The Danger of LabelsAug 18, 2017
Since the deadly protest rally in Charlottesville, people have been referring to people who have supremacist ideology as "white supremacists" or "neo-nazi's." But labels, those or otherwise, run a dangerous risk of backfiring.
When we label someone, it becomes their identity. The only thing people see, then, is that one characteristic. So, that becomes their only source of power.
That's a problem because it causes them to hold tightly to that. So, the label almost becomes a dare. They dig their heels in, defending all that is.
But it doesn't just affect them; it affects our ability to work with them because we can't see other aspects of them.
If you're thinking, "That's fine. I want nothing to do with them," consider that to the extent we can find common ground on other issues, we stand a chance of affecting this belief of theirs, too, or at least putting it on a back burner.
And by creating a label, there are now only 2 groups: those who are, and those who aren't. But some people who think they're on the fence are now forced to choose.
I don't want to put them in a position of having to choose. What if they were leaning the way I'd have wanted, but end up choosing the other side once the label makes them have to choose?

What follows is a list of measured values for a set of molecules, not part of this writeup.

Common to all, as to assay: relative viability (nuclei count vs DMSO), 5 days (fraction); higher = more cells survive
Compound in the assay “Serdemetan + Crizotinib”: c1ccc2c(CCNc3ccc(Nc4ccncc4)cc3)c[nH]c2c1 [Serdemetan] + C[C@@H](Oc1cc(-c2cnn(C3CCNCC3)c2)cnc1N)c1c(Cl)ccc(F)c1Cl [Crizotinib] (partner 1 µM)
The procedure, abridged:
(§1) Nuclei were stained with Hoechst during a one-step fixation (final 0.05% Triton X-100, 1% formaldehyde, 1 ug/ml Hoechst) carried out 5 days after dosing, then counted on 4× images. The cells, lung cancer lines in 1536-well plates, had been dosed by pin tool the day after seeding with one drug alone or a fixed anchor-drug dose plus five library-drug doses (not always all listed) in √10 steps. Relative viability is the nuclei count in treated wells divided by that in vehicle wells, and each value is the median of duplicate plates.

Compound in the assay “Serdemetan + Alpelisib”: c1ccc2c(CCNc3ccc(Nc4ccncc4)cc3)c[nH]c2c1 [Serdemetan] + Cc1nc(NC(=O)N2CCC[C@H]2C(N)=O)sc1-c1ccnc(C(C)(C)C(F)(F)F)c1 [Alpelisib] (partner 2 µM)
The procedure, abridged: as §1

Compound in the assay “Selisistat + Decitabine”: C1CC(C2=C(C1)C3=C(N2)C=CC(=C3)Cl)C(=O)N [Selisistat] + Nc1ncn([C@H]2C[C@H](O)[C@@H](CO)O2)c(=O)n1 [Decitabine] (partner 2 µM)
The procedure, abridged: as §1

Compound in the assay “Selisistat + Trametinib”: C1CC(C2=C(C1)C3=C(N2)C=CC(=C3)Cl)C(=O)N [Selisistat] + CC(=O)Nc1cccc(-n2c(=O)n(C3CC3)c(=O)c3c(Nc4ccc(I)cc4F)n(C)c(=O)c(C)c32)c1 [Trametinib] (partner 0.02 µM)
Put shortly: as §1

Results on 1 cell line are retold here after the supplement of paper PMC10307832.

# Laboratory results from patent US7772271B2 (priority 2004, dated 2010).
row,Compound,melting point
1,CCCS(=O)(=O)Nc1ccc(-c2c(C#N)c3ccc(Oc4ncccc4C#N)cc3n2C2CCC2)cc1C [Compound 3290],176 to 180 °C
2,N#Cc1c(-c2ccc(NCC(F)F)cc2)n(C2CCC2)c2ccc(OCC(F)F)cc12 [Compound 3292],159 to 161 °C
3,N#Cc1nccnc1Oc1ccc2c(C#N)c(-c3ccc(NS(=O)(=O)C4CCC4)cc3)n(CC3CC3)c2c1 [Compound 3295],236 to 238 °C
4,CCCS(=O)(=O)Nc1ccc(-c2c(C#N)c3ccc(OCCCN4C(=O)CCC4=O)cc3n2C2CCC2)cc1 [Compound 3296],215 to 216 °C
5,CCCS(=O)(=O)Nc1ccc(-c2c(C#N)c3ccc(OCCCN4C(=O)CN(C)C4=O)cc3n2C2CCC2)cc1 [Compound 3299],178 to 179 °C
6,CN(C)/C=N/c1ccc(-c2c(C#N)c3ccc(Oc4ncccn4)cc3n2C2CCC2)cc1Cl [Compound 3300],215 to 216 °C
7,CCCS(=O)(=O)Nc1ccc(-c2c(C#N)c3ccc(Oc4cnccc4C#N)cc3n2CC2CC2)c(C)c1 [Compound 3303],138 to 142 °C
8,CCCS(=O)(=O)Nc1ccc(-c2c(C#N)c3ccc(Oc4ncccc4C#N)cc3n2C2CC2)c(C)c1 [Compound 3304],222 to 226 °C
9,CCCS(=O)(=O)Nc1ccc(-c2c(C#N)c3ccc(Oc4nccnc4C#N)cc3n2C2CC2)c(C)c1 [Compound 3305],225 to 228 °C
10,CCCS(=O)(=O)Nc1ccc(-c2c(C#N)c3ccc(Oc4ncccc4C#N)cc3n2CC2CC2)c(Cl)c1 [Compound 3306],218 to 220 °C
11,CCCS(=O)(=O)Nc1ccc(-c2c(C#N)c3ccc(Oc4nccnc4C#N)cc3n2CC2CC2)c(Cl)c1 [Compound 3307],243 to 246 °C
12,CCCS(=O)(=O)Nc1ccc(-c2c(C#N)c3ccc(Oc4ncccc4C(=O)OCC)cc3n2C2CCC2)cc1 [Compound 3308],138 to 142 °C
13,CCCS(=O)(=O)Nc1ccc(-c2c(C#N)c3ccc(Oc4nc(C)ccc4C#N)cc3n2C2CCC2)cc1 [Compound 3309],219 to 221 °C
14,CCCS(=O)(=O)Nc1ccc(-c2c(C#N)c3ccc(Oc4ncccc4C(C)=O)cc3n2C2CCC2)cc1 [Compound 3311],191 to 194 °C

Worse, what happens when we go to discuss the issue and there are only 2 options that are mutually exclusive? This isn't a recipe for successful conflict resolution because, by definition, it creates an "us" v "them."
And what about our children? If you speak of, "supremacists," isn't that label really a name? So, if children hear that, they may think names are okay. But they're not.
If we call people who subscribe to supremacist ideology names based on one characteristic, aren't we really just giving them a dose of their own medicine? Someone asked me, "Can't you see the difference?!" Sure, I can. I can see the similarities, too. And "an eye for an eye" doesn't address or solve the problem. It just creates more demand for eye prosthetics.
Some people say it's just a short cut way of saying, "people who have supremacist ideas," but it's not the same thing. Among the things listed above, naming them for that one thing you hate, also puts more focus on what you hate, too. Nobody wins.
Labels, in this case, are lazy at best. They aren't effective communication. And whether on a racial, political, or even professional level, using labels is not ideal. Because in the legal arena, you're usully going after or defending behavior, not the person.
You don't want to go after the person, because as soon as you do, you confound the issue. It becomes more difficult to resolve then. So, discuss behavior. Label that, if you must label anything. Isn't that what you're really objecting to?
Labels, or tags, are uncomfortable. I remove the tags on clothing because they irritate my skin. I remove the labels on cans before recycling. People have to power wash the graffiti tags, too. And it turns out, tags, or labels, don't do anything positive when applied to people, either.
Photo courtesy of AnnieSpratt on Pixabay.
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